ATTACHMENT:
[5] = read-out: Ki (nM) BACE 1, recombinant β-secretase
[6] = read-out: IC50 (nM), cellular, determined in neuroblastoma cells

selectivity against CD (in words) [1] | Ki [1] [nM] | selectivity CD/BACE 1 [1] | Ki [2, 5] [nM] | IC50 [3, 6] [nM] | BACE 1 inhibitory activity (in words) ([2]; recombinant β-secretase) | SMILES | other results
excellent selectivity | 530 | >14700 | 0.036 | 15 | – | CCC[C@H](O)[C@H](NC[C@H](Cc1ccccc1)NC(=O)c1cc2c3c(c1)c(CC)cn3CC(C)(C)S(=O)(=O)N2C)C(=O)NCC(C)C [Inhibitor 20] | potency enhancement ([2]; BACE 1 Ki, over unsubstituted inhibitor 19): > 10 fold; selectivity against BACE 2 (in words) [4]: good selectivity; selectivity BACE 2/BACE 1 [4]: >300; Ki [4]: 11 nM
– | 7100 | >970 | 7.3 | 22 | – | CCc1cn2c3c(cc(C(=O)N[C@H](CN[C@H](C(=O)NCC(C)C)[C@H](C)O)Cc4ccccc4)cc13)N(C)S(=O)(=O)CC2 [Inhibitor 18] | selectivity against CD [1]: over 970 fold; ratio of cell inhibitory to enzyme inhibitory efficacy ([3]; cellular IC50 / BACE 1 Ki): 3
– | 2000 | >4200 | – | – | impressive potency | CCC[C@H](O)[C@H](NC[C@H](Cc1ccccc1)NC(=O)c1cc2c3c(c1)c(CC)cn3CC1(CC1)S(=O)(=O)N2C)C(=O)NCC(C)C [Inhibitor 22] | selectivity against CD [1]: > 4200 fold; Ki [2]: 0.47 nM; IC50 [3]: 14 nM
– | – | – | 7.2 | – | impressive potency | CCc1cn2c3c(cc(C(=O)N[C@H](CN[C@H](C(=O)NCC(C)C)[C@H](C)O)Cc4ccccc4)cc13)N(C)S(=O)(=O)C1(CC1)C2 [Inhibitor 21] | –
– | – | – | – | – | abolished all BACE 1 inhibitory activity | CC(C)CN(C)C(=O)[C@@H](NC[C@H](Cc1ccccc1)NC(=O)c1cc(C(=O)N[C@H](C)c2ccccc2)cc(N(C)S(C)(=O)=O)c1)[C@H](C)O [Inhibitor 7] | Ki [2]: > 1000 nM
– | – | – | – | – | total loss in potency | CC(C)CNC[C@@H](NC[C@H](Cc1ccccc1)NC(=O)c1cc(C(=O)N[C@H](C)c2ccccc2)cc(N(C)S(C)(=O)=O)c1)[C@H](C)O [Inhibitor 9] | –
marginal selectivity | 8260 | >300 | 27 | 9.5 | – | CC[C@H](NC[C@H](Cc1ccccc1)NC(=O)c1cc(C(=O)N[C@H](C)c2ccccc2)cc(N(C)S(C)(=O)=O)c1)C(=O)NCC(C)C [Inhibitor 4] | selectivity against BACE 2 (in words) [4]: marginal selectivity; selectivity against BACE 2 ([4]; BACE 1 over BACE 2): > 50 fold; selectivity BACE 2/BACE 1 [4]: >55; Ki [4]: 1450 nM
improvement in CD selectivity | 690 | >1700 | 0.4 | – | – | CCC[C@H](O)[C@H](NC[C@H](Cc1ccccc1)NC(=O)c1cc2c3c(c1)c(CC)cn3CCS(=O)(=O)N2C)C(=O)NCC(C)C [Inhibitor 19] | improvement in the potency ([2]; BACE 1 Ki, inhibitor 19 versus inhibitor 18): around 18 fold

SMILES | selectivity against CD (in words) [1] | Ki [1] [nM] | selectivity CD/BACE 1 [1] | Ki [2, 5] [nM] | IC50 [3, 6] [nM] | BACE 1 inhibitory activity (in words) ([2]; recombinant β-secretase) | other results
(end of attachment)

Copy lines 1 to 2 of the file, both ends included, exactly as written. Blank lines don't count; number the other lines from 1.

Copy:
[5] = read-out: Ki (nM) BACE 1, recombinant β-secretase
[6] = read-out: IC50 (nM), cellular, determined in neuroblastoma cells